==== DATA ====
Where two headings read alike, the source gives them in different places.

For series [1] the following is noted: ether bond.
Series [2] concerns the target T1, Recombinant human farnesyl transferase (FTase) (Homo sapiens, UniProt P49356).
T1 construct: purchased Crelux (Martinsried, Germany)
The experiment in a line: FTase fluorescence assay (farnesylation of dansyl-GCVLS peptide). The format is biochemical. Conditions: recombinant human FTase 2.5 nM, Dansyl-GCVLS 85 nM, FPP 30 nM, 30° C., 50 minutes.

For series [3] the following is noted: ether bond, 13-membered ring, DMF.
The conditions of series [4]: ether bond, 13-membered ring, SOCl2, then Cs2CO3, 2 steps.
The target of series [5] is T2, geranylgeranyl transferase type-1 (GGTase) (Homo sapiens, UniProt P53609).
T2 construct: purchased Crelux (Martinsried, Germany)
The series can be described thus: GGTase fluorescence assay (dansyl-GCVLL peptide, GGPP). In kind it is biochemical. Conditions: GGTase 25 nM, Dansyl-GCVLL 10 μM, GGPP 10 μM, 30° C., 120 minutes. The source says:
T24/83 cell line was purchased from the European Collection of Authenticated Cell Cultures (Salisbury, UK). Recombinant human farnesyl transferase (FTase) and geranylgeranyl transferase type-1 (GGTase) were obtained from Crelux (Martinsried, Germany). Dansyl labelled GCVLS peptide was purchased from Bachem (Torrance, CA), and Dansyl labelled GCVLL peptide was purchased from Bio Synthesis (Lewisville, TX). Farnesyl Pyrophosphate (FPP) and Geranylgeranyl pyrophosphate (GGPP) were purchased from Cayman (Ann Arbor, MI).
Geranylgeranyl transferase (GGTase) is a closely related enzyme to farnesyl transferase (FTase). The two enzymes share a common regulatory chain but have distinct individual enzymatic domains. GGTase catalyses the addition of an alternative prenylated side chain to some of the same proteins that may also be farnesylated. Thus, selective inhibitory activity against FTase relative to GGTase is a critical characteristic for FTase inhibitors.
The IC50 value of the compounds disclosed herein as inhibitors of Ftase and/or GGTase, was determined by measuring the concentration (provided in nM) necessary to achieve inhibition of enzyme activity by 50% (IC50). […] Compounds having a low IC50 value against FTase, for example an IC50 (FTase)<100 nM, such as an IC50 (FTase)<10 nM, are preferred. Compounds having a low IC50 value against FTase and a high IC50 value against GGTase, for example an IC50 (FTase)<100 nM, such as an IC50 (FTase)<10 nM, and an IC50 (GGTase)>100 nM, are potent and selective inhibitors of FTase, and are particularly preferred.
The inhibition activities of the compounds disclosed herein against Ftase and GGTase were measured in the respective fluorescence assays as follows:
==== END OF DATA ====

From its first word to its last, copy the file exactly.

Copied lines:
Where two headings read alike, the source gives them in different places.

For series [1] the following is noted: ether bond.
Series [2] concerns the target T1, Recombinant human farnesyl transferase (FTase) (Homo sapiens, UniProt P49356).
T1 construct: purchased Crelux (Martinsried, Germany)
The experiment in a line: FTase fluorescence assay (farnesylation of dansyl-GCVLS peptide). The format is biochemical. Conditions: recombinant human FTase 2.5 nM, Dansyl-GCVLS 85 nM, FPP 30 nM, 30° C., 50 minutes.

For series [3] the following is noted: ether bond, 13-membered ring, DMF.
The conditions of series [4]: ether bond, 13-membered ring, SOCl2, then Cs2CO3, 2 steps.
The target of series [5] is T2, geranylgeranyl transferase type-1 (GGTase) (Homo sapiens, UniProt P53609).
T2 construct: purchased Crelux (Martinsried, Germany)
The series can be described thus: GGTase fluorescence assay (dansyl-GCVLL peptide, GGPP). In kind it is biochemical. Conditions: GGTase 25 nM, Dansyl-GCVLL 10 μM, GGPP 10 μM, 30° C., 120 minutes. The source says:
T24/83 cell line was purchased from the European Collection of Authenticated Cell Cultures (Salisbury, UK). Recombinant human farnesyl transferase (FTase) and geranylgeranyl transferase type-1 (GGTase) were obtained from Crelux (Martinsried, Germany). Dansyl labelled GCVLS peptide was purchased from Bachem (Torrance, CA), and Dansyl labelled GCVLL peptide was purchased from Bio Synthesis (Lewisville, TX). Farnesyl Pyrophosphate (FPP) and Geranylgeranyl pyrophosphate (GGPP) were purchased from Cayman (Ann Arbor, MI).
Geranylgeranyl transferase (GGTase) is a closely related enzyme to farnesyl transferase (FTase). The two enzymes share a common regulatory chain but have distinct individual enzymatic domains. GGTase catalyses the addition of an alternative prenylated side chain to some of the same proteins that may also be farnesylated. Thus, selective inhibitory activity against FTase relative to GGTase is a critical characteristic for FTase inhibitors.
The IC50 value of the compounds disclosed herein as inhibitors of Ftase and/or GGTase, was determined by measuring the concentration (provided in nM) necessary to achieve inhibition of enzyme activity by 50% (IC50). […] Compounds having a low IC50 value against FTase, for example an IC50 (FTase)<100 nM, such as an IC50 (FTase)<10 nM, are preferred. Compounds having a low IC50 value against FTase and a high IC50 value against GGTase, for example an IC50 (FTase)<100 nM, such as an IC50 (FTase)<10 nM, and an IC50 (GGTase)>100 nM, are potent and selective inhibitors of FTase, and are particularly preferred.
The inhibition activities of the compounds disclosed herein against Ftase and GGTase were measured in the respective fluorescence assays as follows: